Dale Carpenter's piece on gay Republicans who are effectively forced to stay in the closet is one of the most powerful posts I've read in a long, long time. Carpenter argues (and there is a reasonable amount of evidence to back him up) that a great many GOP insiders are privately accepting of homosexuality. They have, and they know they have, gay staffers, gay friends, in some cases gay children. But in order to appease the Christian right, they have to engage in the ideological schizophrenia of private acceptance and public rejection. This is what leads to the periodic "moral convulsions" such as what we're seeing with Senator Craig. And the saddest thing is that this dynamic forces many gay Republicans into behavior mimicking the worst stereotypes of Christian fundamentalists, "a life of desperation and fear and loneliness, of expressing one's true feelings only in the anonymity of the Internet, of furtive bathroom encounters, of late nights darting in and out of dark bars, hoping not to be seen. It means life without a long-term partner, without real love."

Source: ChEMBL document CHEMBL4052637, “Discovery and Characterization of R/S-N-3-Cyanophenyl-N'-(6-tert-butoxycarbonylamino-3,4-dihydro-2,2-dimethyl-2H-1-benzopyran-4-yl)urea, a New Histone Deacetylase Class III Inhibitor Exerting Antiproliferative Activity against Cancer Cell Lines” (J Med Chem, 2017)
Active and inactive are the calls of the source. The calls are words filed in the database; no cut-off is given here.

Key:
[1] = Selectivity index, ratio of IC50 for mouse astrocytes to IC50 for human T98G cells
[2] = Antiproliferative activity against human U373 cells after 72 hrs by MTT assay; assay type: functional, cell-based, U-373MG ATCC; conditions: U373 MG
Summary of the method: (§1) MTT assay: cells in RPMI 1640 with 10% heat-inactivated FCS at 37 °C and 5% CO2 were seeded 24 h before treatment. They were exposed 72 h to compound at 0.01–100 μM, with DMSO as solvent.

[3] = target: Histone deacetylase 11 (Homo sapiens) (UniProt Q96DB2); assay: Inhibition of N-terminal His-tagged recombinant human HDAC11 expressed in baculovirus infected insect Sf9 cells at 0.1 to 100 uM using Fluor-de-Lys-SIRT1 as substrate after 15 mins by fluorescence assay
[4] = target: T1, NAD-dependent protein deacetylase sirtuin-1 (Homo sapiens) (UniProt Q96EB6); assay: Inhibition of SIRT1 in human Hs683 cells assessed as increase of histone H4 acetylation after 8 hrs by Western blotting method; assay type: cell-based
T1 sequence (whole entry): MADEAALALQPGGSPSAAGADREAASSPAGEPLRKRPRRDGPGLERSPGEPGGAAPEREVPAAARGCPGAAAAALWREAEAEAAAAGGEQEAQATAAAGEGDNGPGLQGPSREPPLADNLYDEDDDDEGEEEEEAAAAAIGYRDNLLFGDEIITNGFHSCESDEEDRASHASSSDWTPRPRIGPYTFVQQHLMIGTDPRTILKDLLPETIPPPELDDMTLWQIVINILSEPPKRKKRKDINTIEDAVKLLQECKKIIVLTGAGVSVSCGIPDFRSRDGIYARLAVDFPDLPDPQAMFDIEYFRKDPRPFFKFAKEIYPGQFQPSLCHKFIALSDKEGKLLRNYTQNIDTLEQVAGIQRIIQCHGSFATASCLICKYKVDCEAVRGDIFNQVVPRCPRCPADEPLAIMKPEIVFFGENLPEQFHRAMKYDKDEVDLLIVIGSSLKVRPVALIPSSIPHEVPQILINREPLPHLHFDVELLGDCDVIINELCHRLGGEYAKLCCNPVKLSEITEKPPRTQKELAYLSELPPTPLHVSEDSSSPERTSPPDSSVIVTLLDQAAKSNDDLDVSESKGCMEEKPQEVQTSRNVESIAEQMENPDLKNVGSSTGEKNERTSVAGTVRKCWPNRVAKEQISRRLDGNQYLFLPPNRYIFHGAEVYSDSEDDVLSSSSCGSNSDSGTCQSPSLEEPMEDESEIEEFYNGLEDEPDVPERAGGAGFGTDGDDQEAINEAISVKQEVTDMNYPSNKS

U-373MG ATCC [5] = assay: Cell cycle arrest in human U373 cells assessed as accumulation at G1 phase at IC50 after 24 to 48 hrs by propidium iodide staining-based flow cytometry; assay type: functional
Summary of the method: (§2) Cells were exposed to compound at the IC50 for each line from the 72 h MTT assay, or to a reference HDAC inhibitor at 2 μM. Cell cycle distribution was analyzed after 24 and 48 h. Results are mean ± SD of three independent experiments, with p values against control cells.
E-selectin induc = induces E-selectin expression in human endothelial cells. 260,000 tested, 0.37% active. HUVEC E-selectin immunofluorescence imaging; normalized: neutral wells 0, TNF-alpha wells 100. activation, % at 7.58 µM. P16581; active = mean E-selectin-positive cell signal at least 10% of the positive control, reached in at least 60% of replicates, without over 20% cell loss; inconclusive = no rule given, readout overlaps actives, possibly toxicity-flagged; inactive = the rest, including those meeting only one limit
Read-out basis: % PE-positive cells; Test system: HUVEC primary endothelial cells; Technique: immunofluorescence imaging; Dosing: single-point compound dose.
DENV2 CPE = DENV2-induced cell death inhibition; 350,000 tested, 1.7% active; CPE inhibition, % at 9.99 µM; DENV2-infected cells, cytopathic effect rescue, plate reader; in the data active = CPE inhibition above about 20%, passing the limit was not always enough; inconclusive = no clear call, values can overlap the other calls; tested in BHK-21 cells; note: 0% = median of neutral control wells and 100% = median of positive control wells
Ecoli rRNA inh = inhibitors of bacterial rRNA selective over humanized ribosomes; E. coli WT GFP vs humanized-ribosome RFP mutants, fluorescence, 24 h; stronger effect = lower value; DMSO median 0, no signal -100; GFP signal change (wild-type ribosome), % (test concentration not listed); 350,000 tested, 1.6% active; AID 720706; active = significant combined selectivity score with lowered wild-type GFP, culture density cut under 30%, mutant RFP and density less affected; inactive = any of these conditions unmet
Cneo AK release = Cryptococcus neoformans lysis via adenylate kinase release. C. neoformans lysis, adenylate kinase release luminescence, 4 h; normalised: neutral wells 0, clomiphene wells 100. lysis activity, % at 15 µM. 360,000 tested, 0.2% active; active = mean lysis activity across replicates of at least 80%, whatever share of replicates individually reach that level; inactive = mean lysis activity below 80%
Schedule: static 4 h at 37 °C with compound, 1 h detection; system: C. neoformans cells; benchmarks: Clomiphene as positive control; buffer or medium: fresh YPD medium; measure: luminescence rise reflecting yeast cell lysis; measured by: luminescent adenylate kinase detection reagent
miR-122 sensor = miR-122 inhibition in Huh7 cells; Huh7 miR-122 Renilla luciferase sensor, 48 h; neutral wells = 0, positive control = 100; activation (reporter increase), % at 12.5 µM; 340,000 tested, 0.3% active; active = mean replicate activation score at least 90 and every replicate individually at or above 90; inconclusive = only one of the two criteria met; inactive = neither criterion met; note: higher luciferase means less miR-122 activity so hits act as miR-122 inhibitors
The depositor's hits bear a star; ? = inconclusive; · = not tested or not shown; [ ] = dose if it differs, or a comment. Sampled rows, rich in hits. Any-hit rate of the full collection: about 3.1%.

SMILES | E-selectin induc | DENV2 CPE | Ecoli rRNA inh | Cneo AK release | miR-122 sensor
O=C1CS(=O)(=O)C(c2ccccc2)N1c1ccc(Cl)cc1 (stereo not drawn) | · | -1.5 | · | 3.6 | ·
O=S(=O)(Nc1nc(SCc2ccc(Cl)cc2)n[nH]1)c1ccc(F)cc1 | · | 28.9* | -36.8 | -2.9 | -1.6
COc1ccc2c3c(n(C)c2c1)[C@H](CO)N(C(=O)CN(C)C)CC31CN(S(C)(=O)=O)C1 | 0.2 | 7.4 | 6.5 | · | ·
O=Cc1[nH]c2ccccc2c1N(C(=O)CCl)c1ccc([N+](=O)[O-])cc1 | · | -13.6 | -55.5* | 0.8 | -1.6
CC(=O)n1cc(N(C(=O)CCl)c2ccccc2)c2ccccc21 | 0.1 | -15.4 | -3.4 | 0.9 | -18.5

With the Idaho Values Alliance (a powerful Christian grass-roots organization in the state) calling for Craig's resignation, it is worth noting just how fratricidal this dynamic borders on becoming. For the IVA is urging that the purge go beyond Craig, and that Republicans should generally "regard participation in the self-destructive homosexual lifestyle as incompatible with public service on behalf of the GOP." The party cannot claim "authority and clarity to the moral issues that confront our society and at the same time send ambivalent messages about sexual behavior." As David Kurtz notes, objectively speaking, such a standard would have to extend beyond just homosexuals and out to adulterers, divorcees, abortion recipients, etc., and then you have a party that can fit inside of a phone booth.
This is the destructiveness that prejudice leads to. It destroys the lives of those who--for personal or professional reasons--have to stay in the closet, and thus are inherently blocked from fully achieving their human flourishing (assuming they can dodge the crushing self-loathing so many are condemned to); it destroys the party which cannot indefinitely maintain the rupture between its personal acceptance and public condemnation of homosexuality; and it destroys the haters, whose own humanity and personhood is swallowed up in an ugly display of reflexive rhetorical violence against their fellows.
From a political perspective, it only helps Democrats, but even still, I'd really rather not see it.